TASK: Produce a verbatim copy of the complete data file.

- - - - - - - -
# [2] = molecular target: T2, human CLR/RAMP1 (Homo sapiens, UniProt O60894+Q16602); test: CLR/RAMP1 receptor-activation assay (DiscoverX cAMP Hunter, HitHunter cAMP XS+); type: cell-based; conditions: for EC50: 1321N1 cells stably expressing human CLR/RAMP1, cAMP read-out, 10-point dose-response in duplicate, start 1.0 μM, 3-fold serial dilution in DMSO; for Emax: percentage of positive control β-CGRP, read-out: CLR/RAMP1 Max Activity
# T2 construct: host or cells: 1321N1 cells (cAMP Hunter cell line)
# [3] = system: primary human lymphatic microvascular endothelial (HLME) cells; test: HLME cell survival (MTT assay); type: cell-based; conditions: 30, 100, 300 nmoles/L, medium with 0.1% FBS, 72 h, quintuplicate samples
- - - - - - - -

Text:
# [2] = molecular target: T2, human CLR/RAMP1 (Homo sapiens, UniProt O60894+Q16602); test: CLR/RAMP1 receptor-activation assay (DiscoverX cAMP Hunter, HitHunter cAMP XS+); type: cell-based; conditions: for EC50: 1321N1 cells stably expressing human CLR/RAMP1, cAMP read-out, 10-point dose-response in duplicate, start 1.0 μM, 3-fold serial dilution in DMSO; for Emax: percentage of positive control β-CGRP, read-out: CLR/RAMP1 Max Activity
# T2 construct: host or cells: 1321N1 cells (cAMP Hunter cell line)
# [3] = system: primary human lymphatic microvascular endothelial (HLME) cells; test: HLME cell survival (MTT assay); type: cell-based; conditions: 30, 100, 300 nmoles/L, medium with 0.1% FBS, 72 h, quintuplicate samples